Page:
Today’s Case of the Week comes from our corporate office in Youngstown, Ohio. 
This past week we were invited to the Annual Veterans’ Appreciation Luncheon here in Youngstown. Bob Julian, our services director, went to represent our organization. 
Much to our surprise, we were awarded a Certificate of Recognition by the Mayor of Youngstown and the Mahoning County Veterans Service Commission.
We are very grateful and also humbled to be recognized for the hard work that we do for veterans. 
We always feel like we have so far to go, so much to do, but sometimes it’s important to look back and see how far we’ve come. Thanks to the grace of God and thanks to all of our volunteers and employees we are well on our way.
This week’s Case of the Week is written by Andy Mckee, our Grayson, KY regional manager.
I received a phone call about 30 minutes ago from a concerned friend of a Veteran who was trying to get into a drug rehab facility but had been given the run around by every other organization he had talked to. The Veteran and his friend were calling from southern Indiana, so I brought up the inpatient substance abuse program at the Lexington VAMC. I placed the Veteran and friend on hold instructing them not to hang up while I called to get the correct information of who they need to get in contact with. After being on hold and being transferred a million times, I finally got in contact with the actual intake person. As it turns out, the friend could not make the actual referral because it has to be an agency or organization who refers the Veteran. I asked if I qualified as an authorized representative, and I was. With the Veteran’s permission, I got the information needed so we could help him further.
Long story short, while acting on the Veteran’s behalf, our office here in Grayson, KY assisted a Veteran in Indiana into getting into a VA drug rehab program in Lexington, KY
This is a great example of how our organization helps beyond just financial assistance. We are grateful to be able to help this veteran and other veterans like him.
Today’s Case of the Week comes from our Hartselle, AL office written by Mike Johnson.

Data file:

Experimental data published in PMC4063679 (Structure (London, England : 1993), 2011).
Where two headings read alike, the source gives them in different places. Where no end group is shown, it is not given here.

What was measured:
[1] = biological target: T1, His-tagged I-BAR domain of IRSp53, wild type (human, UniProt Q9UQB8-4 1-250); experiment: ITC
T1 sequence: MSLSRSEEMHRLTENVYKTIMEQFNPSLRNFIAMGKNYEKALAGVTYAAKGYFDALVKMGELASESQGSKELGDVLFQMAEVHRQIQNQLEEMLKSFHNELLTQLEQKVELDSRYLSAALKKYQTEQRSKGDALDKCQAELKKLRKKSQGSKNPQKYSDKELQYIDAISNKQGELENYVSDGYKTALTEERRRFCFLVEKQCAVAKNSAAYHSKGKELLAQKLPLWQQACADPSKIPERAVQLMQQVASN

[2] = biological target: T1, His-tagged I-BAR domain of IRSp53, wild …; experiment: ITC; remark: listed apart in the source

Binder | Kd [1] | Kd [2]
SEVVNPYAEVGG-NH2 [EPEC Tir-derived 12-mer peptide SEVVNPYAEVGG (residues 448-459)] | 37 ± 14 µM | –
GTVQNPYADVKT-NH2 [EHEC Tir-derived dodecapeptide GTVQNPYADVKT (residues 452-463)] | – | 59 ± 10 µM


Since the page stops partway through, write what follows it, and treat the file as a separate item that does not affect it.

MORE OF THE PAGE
Recently we had a Vietnam Veteran come to our office accompanying, another vet who was 91, and applying for assistance. The first thing that we noticed was the Vietnam Veteran’s hat which had Bronze Star Recipient emblazoned on it. We asked him what his Star was for, and he simply said, “I ran the wrong way.” We left it at that. 
Our office manager then asked the same question a little later, to which he responded: “I saved my whole unit, I went to the rear with some grenades and a rifle to buy time them to get away.” 
We told him thank you for your service, knowing that there were no parades or public fanfare for those returning from Vietnam. It has always bothered us that these veterans were largely mistreated upon their return home, so whenever we get a chance to express our thanks for their service, we do so wholeheartedly. Luckily our position at Veterans’ Outreach enables us to encounter more of these Vietnam era heroes. This veteran is a true hero. We are so happy and honored to have met him.
Our Liberty office has the Heroes’ Closet Program. Lots of clothing is donated. The clothing is processed and veterans are able to browse through it and choose what they need at no cost. On average, we give away over 100 articles of clothing each week. 
Yesterday, Michelle, one of our office team put out some additional items. She came across a pair of mens pants that were pin striped pink. She wagered with our Bob, our Services Director that no one would ever choose those pants. He agreed to the wager. 
A veteran came for his appointment to get help and while waiting chose some things from our pantry. He met with Bob and they talked. Bob told him about the pink pants and asked the veteran to choose the pants and really make a fuss about how much he liked them.
All in good fun, the veteran went back to the clothing and picked up the pink pants and just exclaimed “Oh my goodness! These are nicest pants I have ever seen, and oh, they are my size! Could I really have these pants?” Michelle jumped up, and looked at the vet, and told Bob the bet is off – it’s a setup and so on. Everyone got a good laugh, especially the veteran. Laughter is a mini vacation.
Today’s case of the week comes from our Sarasota, FL office written by Bob Graham, our Regional Manager.